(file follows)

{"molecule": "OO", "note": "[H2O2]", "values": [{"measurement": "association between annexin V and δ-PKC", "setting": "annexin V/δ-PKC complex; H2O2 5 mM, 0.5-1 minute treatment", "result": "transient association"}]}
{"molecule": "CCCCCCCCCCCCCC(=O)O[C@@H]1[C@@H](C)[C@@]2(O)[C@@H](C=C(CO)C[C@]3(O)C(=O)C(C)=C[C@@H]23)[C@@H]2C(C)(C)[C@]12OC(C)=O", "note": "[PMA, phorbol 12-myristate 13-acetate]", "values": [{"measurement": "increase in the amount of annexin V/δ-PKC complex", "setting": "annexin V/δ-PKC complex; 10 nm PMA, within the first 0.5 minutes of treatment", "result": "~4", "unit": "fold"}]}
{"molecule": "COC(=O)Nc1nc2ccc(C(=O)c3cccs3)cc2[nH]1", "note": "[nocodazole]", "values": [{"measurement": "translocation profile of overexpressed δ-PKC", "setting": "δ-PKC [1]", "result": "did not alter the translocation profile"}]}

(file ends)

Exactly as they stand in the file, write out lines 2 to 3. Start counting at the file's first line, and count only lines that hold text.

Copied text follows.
{"molecule": "CCCCCCCCCCCCCC(=O)O[C@@H]1[C@@H](C)[C@@]2(O)[C@@H](C=C(CO)C[C@]3(O)C(=O)C(C)=C[C@@H]23)[C@@H]2C(C)(C)[C@]12OC(C)=O", "note": "[PMA, phorbol 12-myristate 13-acetate]", "values": [{"measurement": "increase in the amount of annexin V/δ-PKC complex", "setting": "annexin V/δ-PKC complex; 10 nm PMA, within the first 0.5 minutes of treatment", "result": "~4", "unit": "fold"}]}
{"molecule": "COC(=O)Nc1nc2ccc(C(=O)c3cccs3)cc2[nH]1", "note": "[nocodazole]", "values": [{"measurement": "translocation profile of overexpressed δ-PKC", "setting": "δ-PKC [1]", "result": "did not alter the translocation profile"}]}